The Death of Health Insurers? Don’t Start the Funeral Just Yet
In late January, just after my fellow instructors and I had led our students at the U-M School of Public Health in a discussion of the complexity of health coverage, and the difficulty of actually doing what health insurers do given the American system of financing health care, the New York times ran an opinion piece by Ezekiel Emanuel and Jeffrey Liebman that started like this:
“Here’s a bold prediction for the new year. By 2020, the American health insurance industry will be extinct. Insurance companies will be replaced by accountable care organizations — groups of doctors, hospitals and other health care providers who come together to provide the full range of medical care for patients.”
Now, maybe Emanuel and Liebman meant to simply be provocative. But the piece is based on some faulty logic, and it is concerning that these two esteemed policy makers would make such statements, especially in a publication like the New York Times.
The fundamental problem with the piece is that it both underestimates what health insurers do in the health care market place today and overestimates what providers of health care will likely be able to do in the health care market place post ACA coverage changes.
Just a few examples of their assertions:
“All that insurance companies do is process billing claims.”
This statement is simply not true when describing the majority of health plans in the market. All major health plans today—whether HMOs, for-profit national carriers, or non-profit plans like Blue Cross and Blue Shield—do more than process claims. Among other things, they negotiate contracts with providers of care, set payment rates and make medical policy coverage decisions, perform utilization review and quality oversight, monitor fraud and abuse, help set benefit designs and incentive structures for providers and consumers and answer inquiries on coverage from consumers.
Emanauel and Liebman may be referring to a minority of entities called “third party administrators,” who do perform limited functions; but these entities are a relatively small proportion of the health insurance market precisely because most employers or others do not want to take on the broader insurance functions that go beyond “processing billing claims.” Indeed, even when employers contract with third party administrators to administer their benefits, they often also contract with other network management organizations to do the kind of administration health plans otherwise do.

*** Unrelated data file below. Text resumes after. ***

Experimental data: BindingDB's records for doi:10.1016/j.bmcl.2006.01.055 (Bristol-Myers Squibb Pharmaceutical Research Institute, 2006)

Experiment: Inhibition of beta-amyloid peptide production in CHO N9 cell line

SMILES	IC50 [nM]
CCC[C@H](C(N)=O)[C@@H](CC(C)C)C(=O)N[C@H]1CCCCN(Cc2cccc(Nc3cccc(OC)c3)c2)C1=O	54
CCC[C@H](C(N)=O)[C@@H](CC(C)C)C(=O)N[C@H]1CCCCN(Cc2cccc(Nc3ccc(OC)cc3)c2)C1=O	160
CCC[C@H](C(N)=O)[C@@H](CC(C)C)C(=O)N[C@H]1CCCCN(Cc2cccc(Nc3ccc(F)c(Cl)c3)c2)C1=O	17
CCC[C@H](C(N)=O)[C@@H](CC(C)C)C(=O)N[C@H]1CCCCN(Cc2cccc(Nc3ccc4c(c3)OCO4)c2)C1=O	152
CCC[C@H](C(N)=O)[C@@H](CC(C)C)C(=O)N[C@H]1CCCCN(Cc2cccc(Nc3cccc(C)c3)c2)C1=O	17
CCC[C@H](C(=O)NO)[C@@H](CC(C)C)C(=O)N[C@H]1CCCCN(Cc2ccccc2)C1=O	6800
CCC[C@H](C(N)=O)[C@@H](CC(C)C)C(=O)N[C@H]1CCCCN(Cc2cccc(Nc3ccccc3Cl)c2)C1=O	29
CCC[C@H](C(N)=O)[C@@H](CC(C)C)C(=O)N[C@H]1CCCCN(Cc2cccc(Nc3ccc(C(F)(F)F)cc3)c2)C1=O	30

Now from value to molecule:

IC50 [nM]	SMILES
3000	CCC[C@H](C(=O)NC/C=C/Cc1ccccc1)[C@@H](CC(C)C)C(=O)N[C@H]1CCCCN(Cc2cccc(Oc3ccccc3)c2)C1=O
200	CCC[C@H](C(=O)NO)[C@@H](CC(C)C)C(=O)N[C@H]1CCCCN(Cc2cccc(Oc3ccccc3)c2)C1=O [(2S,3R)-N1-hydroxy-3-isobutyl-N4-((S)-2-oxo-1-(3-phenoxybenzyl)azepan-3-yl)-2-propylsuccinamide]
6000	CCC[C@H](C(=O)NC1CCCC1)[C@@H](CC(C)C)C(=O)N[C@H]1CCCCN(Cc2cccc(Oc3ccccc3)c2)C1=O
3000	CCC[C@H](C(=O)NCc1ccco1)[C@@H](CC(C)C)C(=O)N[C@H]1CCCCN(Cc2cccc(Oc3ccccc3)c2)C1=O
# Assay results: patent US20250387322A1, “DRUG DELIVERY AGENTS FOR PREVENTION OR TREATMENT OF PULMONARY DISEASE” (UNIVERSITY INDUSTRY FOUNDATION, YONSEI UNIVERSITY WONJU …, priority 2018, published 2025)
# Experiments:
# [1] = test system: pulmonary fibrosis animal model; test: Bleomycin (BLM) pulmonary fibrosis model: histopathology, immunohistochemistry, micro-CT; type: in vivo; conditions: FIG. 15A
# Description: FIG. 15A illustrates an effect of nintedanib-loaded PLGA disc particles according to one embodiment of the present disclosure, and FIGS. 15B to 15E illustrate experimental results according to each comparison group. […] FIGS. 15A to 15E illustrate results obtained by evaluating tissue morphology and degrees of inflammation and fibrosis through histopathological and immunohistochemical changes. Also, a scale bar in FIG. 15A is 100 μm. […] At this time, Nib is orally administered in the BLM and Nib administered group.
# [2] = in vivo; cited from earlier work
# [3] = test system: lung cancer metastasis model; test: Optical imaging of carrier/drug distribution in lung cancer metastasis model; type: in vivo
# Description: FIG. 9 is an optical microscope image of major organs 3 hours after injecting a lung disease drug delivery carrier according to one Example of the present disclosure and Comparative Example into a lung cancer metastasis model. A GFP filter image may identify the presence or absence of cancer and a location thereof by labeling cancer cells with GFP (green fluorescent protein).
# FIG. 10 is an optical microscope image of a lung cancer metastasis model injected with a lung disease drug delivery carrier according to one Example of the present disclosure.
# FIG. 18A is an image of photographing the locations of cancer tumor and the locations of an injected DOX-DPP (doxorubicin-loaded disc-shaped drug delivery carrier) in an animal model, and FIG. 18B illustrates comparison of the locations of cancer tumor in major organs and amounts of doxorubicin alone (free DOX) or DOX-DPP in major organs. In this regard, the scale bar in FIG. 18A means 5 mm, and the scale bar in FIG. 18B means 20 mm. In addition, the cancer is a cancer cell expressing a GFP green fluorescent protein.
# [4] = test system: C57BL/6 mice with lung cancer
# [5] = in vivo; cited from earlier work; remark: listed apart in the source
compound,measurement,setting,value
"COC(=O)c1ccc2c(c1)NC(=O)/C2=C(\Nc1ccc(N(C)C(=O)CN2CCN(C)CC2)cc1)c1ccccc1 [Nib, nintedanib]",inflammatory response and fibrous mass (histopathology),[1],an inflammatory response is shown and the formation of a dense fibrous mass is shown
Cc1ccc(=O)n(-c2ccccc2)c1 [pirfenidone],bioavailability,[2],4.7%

“In addition to providing better and more efficient care, ACOs will also make health insurers superfluous. Because they will each be responsible for a large group of patients (typically more than 15,000), they will pool the risk of patients who have higher-than-average costs with those with lower costs.”
This statement reflects another significant misunderstanding of the health insurance market. While 15,000 individuals is a significant size to many providers, it is a small size to any health plan. ACOs by design are local in nature. They are made up of physicians and one or more hospitals, working together to coordinate the care of patients who come to see them. But, health purchasers generally are not so narrowly focused.
Think of auto companies as just one example. They have employees located across the country, and while they are self-funded, they expect uniform benefit delivery regardless of where their members go. Even mid-sized employers, who are more locally-based, have employees who go to more than one provider network.
And what happens to employers with employees in rural areas where there aren’t 15,000 patients in the population? How could one or even several ACOs serve to manage all the administrative and oversight functions that the diversity of employers expects?
And finally, Emanuel and Liebman make this point:
“Accountable care organizations will increase coordination of patient’s care and shift the focus of medicine away from treating sickness and toward keeping people healthy.”
We all certainly hope this will be true, but remember, that was the founding principal of HMOs in the 1930s and 40s, and only a few such plans—with much tighter structures than ACOs are likely to have—have shown the ability to do this, even for relatively small populations.
What magic will ACOs bring to the table that HMOs (who have been striving to meet this goal for 20, 30 or sometimes, 60 years) have not yet achieved? After all, HMOs have the same access to health IT today that ACOs will have, and working together, health plans and providers can integrate the clinical and billing data necessary to provide a complete picture of care.
There are relatively few certainties in life. But, I feel confident that I can say that despite what has been posited by Emanuel and Liebman, health insurers will not be replaced by ACOs by 2020.
And, indeed, unless we have a total change in political will and a sudden embrace of a British-style health care system, health insurers will remain a vital part of the health care landscape long into the future.
Perhaps the more relevant question for us is: what will these health plans of the future look like, and how can providers and health plans work better together to capitalize on the strengths of each for the betterment of all?